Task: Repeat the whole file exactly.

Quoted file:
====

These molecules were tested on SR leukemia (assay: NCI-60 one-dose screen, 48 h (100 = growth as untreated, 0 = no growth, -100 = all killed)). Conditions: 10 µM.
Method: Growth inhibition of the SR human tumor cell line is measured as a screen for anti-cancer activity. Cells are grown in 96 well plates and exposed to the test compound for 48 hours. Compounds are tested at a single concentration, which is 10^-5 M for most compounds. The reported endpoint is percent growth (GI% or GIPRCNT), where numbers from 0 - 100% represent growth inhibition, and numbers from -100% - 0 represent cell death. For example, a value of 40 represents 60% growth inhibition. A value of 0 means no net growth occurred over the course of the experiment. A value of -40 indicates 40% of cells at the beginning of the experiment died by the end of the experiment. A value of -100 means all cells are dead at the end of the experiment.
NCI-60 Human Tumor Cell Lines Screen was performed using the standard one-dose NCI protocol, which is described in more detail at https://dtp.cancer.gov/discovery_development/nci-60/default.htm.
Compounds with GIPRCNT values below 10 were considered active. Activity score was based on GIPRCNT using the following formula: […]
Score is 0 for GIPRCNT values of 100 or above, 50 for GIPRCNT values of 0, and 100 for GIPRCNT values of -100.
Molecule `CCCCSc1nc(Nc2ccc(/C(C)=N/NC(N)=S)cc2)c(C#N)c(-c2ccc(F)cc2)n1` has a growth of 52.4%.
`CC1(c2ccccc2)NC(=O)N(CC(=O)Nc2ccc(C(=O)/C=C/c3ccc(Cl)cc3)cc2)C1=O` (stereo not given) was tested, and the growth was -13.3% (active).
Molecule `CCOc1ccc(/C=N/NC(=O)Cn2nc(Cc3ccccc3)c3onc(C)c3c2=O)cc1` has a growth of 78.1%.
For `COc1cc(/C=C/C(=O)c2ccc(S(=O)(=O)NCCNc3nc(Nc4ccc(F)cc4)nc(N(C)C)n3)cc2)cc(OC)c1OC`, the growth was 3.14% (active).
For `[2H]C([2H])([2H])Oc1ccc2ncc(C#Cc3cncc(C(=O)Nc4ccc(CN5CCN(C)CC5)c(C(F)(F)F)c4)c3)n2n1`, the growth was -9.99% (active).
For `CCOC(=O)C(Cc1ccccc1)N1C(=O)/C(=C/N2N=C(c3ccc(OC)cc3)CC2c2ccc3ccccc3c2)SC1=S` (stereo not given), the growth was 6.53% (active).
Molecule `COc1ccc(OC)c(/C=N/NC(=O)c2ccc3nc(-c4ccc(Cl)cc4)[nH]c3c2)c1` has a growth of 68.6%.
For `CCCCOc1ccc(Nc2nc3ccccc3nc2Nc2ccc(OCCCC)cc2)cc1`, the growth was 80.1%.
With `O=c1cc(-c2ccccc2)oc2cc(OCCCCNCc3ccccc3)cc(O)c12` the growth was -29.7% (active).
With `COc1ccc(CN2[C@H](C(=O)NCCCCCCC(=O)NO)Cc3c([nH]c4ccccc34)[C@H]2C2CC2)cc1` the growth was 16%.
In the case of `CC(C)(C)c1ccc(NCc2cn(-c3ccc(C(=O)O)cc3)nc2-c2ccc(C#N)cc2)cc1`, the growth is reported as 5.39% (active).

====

These molecules were tested on SR leukemia (assay: NCI-60 one-dose screen, 48 h (100 = growth as untreated, 0 = no growth, -100 = all killed)). Conditions: 10 µM.
Method: Growth inhibition of the SR human tumor cell line is measured as a screen for anti-cancer activity. Cells are grown in 96 well plates and exposed to the test compound for 48 hours. Compounds are tested at a single concentration, which is 10^-5 M for most compounds. The reported endpoint is percent growth (GI% or GIPRCNT), where numbers from 0 - 100% represent growth inhibition, and numbers from -100% - 0 represent cell death. For example, a value of 40 represents 60% growth inhibition. A value of 0 means no net growth occurred over the course of the experiment. A value of -40 indicates 40% of cells at the beginning of the experiment died by the end of the experiment. A value of -100 means all cells are dead at the end of the experiment.
NCI-60 Human Tumor Cell Lines Screen was performed using the standard one-dose NCI protocol, which is described in more detail at https://dtp.cancer.gov/discovery_development/nci-60/default.htm.
Compounds with GIPRCNT values below 10 were considered active. Activity score was based on GIPRCNT using the following formula: […]
Score is 0 for GIPRCNT values of 100 or above, 50 for GIPRCNT values of 0, and 100 for GIPRCNT values of -100.
Molecule `CCCCSc1nc(Nc2ccc(/C(C)=N/NC(N)=S)cc2)c(C#N)c(-c2ccc(F)cc2)n1` has a growth of 52.4%.
`CC1(c2ccccc2)NC(=O)N(CC(=O)Nc2ccc(C(=O)/C=C/c3ccc(Cl)cc3)cc2)C1=O` (stereo not given) was tested, and the growth was -13.3% (active).
Molecule `CCOc1ccc(/C=N/NC(=O)Cn2nc(Cc3ccccc3)c3onc(C)c3c2=O)cc1` has a growth of 78.1%.
For `COc1cc(/C=C/C(=O)c2ccc(S(=O)(=O)NCCNc3nc(Nc4ccc(F)cc4)nc(N(C)C)n3)cc2)cc(OC)c1OC`, the growth was 3.14% (active).
For `[2H]C([2H])([2H])Oc1ccc2ncc(C#Cc3cncc(C(=O)Nc4ccc(CN5CCN(C)CC5)c(C(F)(F)F)c4)c3)n2n1`, the growth was -9.99% (active).
For `CCOC(=O)C(Cc1ccccc1)N1C(=O)/C(=C/N2N=C(c3ccc(OC)cc3)CC2c2ccc3ccccc3c2)SC1=S` (stereo not given), the growth was 6.53% (active).
Molecule `COc1ccc(OC)c(/C=N/NC(=O)c2ccc3nc(-c4ccc(Cl)cc4)[nH]c3c2)c1` has a growth of 68.6%.
For `CCCCOc1ccc(Nc2nc3ccccc3nc2Nc2ccc(OCCCC)cc2)cc1`, the growth was 80.1%.
With `O=c1cc(-c2ccccc2)oc2cc(OCCCCNCc3ccccc3)cc(O)c12` the growth was -29.7% (active).
With `COc1ccc(CN2[C@H](C(=O)NCCCCCCC(=O)NO)Cc3c([nH]c4ccccc34)[C@H]2C2CC2)cc1` the growth was 16%.
In the case of `CC(C)(C)c1ccc(NCc2cn(-c3ccc(C(=O)O)cc3)nc2-c2ccc(C#N)cc2)cc1`, the growth is reported as 5.39% (active).